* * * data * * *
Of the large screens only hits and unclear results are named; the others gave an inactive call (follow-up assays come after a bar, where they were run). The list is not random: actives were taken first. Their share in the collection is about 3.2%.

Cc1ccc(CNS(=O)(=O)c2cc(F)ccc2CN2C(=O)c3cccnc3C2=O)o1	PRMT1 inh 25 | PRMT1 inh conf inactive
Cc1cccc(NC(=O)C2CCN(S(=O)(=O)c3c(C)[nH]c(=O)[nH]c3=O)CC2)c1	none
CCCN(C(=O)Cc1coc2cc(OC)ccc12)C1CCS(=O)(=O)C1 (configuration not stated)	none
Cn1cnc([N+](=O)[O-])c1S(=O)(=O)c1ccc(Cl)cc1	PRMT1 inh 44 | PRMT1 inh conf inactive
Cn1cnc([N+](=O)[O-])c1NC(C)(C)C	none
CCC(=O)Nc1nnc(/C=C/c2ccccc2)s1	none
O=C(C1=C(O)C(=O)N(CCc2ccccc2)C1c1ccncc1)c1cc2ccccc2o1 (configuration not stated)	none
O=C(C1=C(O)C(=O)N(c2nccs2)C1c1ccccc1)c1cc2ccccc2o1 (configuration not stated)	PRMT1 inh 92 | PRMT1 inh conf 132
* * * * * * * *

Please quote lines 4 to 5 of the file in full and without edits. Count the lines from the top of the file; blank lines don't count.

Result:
CCCN(C(=O)Cc1coc2cc(OC)ccc12)C1CCS(=O)(=O)C1 (configuration not stated)	none
Cn1cnc([N+](=O)[O-])c1S(=O)(=O)c1ccc(Cl)cc1	PRMT1 inh 44 | PRMT1 inh conf inactive